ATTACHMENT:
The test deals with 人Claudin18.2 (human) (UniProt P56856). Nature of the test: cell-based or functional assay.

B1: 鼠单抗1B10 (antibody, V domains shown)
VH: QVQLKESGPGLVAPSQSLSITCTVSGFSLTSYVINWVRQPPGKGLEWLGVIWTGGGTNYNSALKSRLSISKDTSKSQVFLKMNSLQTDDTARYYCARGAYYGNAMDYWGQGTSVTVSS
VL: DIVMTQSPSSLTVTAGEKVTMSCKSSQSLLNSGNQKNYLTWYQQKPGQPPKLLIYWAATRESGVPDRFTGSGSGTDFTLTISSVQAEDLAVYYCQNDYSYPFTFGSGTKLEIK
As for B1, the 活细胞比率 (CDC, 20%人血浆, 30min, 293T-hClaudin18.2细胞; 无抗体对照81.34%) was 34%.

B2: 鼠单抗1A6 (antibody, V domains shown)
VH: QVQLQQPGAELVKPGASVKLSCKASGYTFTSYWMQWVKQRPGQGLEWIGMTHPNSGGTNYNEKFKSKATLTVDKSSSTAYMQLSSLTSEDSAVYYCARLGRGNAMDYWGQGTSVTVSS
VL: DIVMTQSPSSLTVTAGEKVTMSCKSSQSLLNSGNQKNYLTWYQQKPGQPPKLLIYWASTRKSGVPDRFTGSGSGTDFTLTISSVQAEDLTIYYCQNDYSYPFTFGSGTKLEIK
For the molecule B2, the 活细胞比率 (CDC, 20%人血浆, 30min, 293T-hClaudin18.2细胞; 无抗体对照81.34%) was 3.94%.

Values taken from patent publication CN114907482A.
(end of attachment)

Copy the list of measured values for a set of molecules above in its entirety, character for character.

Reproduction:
The test deals with 人Claudin18.2 (human) (UniProt P56856). Nature of the test: cell-based or functional assay.

B1: 鼠单抗1B10 (antibody, V domains shown)
VH: QVQLKESGPGLVAPSQSLSITCTVSGFSLTSYVINWVRQPPGKGLEWLGVIWTGGGTNYNSALKSRLSISKDTSKSQVFLKMNSLQTDDTARYYCARGAYYGNAMDYWGQGTSVTVSS
VL: DIVMTQSPSSLTVTAGEKVTMSCKSSQSLLNSGNQKNYLTWYQQKPGQPPKLLIYWAATRESGVPDRFTGSGSGTDFTLTISSVQAEDLAVYYCQNDYSYPFTFGSGTKLEIK
As for B1, the 活细胞比率 (CDC, 20%人血浆, 30min, 293T-hClaudin18.2细胞; 无抗体对照81.34%) was 34%.

B2: 鼠单抗1A6 (antibody, V domains shown)
VH: QVQLQQPGAELVKPGASVKLSCKASGYTFTSYWMQWVKQRPGQGLEWIGMTHPNSGGTNYNEKFKSKATLTVDKSSSTAYMQLSSLTSEDSAVYYCARLGRGNAMDYWGQGTSVTVSS
VL: DIVMTQSPSSLTVTAGEKVTMSCKSSQSLLNSGNQKNYLTWYQQKPGQPPKLLIYWASTRKSGVPDRFTGSGSGTDFTLTISSVQAEDLTIYYCQNDYSYPFTFGSGTKLEIK
For the molecule B2, the 活细胞比率 (CDC, 20%人血浆, 30min, 293T-hClaudin18.2细胞; 无抗体对照81.34%) was 3.94%.

Values taken from patent publication CN114907482A.